News Flash

City of Beaverton

Posted on: June 1, 2021

Beaverton Hires Jen Haruyama as City Manager

BEAVERTON, Ore. – The Beaverton City Council has appointed Jen Haruyama as the city’s new City Manager. Jen Haruyama will report to the City Council and provide administrative leadership to departments as part of Beaverton’s transition to a council-manager form of government. 

Jen Haruyama most recently served as the City Manager of Tracy, California, since 2019. Her local government leadership career began in 2000 as the Assistant Finance Director of the Town of Los Gatos, California. She then transitioned to the City of Tracy, California, as the Administrative Services Director and the Interim Assistant City Manager.  

Subsequently, she served as the Assistant City Manager of Livermore, California, and then the City Manager of Scotts Valley, California. Jen received her Master of Public Administration degree from California State University Hayward and her Bachelor of Science in Business Administration degree from San Jose State University. 

“Every mayor needs a good teammate, and I’m excited to be welcoming Jen,” said Mayor Lacey Beaty. “We’ve all been through a lot in the past year and a half, and I look forward to this next chapter as together we do the work of the city.” 

“As a newly elected official spearheading the hiring of our city manager, it was critical for me to center community wants and needs in our decision-making process,” said Councilor Nadia Hasan. “I’m excited that we hired someone with the skills, experience and expertise to run the City of Beaverton and move us into the future.” 

“When we developed the new city charter that was approved by our voters, the City Council intended to hire an experienced City Manager who could step in and quickly get started on important city business,” said Councilor Marc San Soucie. “We are confident that Jen will be effective right away, and we know that she is excited to be working for our wonderful city.”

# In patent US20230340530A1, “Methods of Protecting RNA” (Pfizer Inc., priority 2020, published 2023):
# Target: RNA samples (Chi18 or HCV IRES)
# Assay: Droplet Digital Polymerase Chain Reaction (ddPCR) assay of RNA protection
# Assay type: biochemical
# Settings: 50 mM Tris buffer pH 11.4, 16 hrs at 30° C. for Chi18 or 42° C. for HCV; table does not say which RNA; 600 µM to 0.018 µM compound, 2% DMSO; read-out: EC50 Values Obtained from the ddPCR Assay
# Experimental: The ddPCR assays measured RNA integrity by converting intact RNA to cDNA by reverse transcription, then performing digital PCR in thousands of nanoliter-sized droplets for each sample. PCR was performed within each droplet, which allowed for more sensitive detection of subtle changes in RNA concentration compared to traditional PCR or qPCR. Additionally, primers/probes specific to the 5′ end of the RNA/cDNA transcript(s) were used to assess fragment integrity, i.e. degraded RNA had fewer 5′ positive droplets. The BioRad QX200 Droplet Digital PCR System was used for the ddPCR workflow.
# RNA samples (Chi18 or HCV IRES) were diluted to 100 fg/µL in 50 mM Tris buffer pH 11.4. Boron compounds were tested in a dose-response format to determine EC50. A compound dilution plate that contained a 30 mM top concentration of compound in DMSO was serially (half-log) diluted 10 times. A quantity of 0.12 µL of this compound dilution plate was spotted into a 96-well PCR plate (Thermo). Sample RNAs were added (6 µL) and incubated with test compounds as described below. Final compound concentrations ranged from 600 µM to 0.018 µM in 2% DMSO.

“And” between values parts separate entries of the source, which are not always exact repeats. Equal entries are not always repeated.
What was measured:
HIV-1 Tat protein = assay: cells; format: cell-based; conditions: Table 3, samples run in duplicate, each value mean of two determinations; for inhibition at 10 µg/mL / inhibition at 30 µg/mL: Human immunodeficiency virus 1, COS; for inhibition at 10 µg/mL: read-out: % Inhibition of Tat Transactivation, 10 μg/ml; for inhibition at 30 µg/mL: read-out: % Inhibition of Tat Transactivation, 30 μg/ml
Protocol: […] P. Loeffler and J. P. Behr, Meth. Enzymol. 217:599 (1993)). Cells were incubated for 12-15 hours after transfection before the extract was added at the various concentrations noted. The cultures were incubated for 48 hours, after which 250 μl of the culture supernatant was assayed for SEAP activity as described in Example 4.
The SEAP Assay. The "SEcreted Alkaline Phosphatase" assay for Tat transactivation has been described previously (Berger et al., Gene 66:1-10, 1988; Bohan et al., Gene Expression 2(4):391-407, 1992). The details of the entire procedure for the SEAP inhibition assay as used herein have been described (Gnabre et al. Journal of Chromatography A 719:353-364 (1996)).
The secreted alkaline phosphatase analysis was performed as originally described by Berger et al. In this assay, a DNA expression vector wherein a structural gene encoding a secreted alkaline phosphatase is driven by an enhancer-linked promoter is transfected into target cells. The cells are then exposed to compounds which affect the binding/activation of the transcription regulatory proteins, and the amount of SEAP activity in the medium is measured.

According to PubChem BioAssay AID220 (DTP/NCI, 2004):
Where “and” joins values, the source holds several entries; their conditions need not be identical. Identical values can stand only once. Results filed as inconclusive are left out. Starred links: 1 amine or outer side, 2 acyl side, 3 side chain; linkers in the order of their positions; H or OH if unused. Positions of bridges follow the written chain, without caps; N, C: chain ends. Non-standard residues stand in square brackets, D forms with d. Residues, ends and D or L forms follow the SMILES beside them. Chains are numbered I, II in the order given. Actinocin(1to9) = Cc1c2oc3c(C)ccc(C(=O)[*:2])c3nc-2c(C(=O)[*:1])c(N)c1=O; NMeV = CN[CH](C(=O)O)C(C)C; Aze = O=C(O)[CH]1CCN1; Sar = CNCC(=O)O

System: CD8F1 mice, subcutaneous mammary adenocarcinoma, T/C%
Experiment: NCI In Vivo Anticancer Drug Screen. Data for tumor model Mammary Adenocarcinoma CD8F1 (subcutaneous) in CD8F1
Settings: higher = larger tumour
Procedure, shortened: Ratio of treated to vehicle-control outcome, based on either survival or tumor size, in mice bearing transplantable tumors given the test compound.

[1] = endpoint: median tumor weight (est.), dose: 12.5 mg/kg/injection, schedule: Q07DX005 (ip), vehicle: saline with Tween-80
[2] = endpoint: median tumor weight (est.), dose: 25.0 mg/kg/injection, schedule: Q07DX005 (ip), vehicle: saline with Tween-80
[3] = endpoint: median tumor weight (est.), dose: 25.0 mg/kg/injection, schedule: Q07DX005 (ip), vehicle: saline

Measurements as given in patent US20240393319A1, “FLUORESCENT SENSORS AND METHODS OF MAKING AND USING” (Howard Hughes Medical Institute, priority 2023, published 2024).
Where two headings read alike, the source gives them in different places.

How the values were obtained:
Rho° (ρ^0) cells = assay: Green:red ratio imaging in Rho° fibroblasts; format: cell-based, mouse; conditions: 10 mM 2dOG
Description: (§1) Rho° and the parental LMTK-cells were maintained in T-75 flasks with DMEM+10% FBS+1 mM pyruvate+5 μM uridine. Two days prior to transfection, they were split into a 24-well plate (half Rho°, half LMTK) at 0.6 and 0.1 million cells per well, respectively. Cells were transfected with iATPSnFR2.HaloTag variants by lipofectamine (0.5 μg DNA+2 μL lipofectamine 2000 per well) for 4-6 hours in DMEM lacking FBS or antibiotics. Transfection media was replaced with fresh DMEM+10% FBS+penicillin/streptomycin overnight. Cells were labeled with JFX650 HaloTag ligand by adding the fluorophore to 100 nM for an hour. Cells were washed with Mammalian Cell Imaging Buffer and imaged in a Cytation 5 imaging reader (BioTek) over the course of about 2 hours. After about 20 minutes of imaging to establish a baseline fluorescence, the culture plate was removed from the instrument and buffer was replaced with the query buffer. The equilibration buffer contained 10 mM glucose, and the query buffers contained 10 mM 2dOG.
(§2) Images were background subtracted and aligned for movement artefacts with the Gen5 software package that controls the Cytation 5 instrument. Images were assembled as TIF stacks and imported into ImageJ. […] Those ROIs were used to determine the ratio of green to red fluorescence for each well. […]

Hiring of a City Manager comes with implementation of Beaverton’s new city charter that was approved by voters and became operational in January. Beaverton’s new charter changes the city’s structure to a council-manager form of government. The new charter also expands the existing City Council by giving the mayor a vote and adding another part-time city councilor, establishes term limits, and updates gender language references. For more information about the new charter, visit www.BeavertonOregon.gov/Charter

The City Manager appointment follows a rigorous recruitment process that included community input and was facilitated with support from an external search firm. 

“It truly is an honor and privilege to have been selected to serve as Beaverton’s first City Manager,” said Jen Haruyama. “Beaverton is such a remarkable and welcoming community - I continue to be impressed by its commitment to diversity and inclusion, transformational work in downtown, outstanding park and trail system, and epic food choices to name a few. I’m looking forward to getting to know the community and working with the mayor and council to accomplish great things, and ensure Beaverton remains an extraordinary place to live, work, and play.” 

Jen Haruyama is expected to begin work in Beaverton on August 23, 2021.

Photo of a smiling Jen Haruyama.


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